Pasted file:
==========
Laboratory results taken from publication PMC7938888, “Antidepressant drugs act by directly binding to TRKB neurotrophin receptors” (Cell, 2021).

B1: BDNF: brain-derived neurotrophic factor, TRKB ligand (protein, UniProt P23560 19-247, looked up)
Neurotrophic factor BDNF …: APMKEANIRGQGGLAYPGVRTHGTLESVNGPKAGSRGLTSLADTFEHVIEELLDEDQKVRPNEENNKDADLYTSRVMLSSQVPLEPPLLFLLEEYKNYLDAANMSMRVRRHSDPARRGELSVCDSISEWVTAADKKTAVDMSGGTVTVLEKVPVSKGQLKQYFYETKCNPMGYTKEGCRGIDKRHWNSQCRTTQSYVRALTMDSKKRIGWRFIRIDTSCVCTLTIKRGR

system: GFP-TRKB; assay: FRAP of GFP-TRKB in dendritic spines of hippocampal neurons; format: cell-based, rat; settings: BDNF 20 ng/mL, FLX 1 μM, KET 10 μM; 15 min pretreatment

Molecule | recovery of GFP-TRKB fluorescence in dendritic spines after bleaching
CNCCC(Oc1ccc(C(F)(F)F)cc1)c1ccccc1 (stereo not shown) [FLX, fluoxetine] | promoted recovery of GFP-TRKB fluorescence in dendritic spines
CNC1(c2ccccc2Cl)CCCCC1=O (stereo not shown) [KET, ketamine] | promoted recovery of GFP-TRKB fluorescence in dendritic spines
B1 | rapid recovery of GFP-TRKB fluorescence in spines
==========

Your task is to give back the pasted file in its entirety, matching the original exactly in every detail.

Laboratory results taken from publication PMC7938888, “Antidepressant drugs act by directly binding to TRKB neurotrophin receptors” (Cell, 2021).

B1: BDNF: brain-derived neurotrophic factor, TRKB ligand (protein, UniProt P23560 19-247, looked up)
Neurotrophic factor BDNF …: APMKEANIRGQGGLAYPGVRTHGTLESVNGPKAGSRGLTSLADTFEHVIEELLDEDQKVRPNEENNKDADLYTSRVMLSSQVPLEPPLLFLLEEYKNYLDAANMSMRVRRHSDPARRGELSVCDSISEWVTAADKKTAVDMSGGTVTVLEKVPVSKGQLKQYFYETKCNPMGYTKEGCRGIDKRHWNSQCRTTQSYVRALTMDSKKRIGWRFIRIDTSCVCTLTIKRGR

system: GFP-TRKB; assay: FRAP of GFP-TRKB in dendritic spines of hippocampal neurons; format: cell-based, rat; settings: BDNF 20 ng/mL, FLX 1 μM, KET 10 μM; 15 min pretreatment

Molecule | recovery of GFP-TRKB fluorescence in dendritic spines after bleaching
CNCCC(Oc1ccc(C(F)(F)F)cc1)c1ccccc1 (stereo not shown) [FLX, fluoxetine] | promoted recovery of GFP-TRKB fluorescence in dendritic spines
CNC1(c2ccccc2Cl)CCCCC1=O (stereo not shown) [KET, ketamine] | promoted recovery of GFP-TRKB fluorescence in dendritic spines
B1 | rapid recovery of GFP-TRKB fluorescence in spines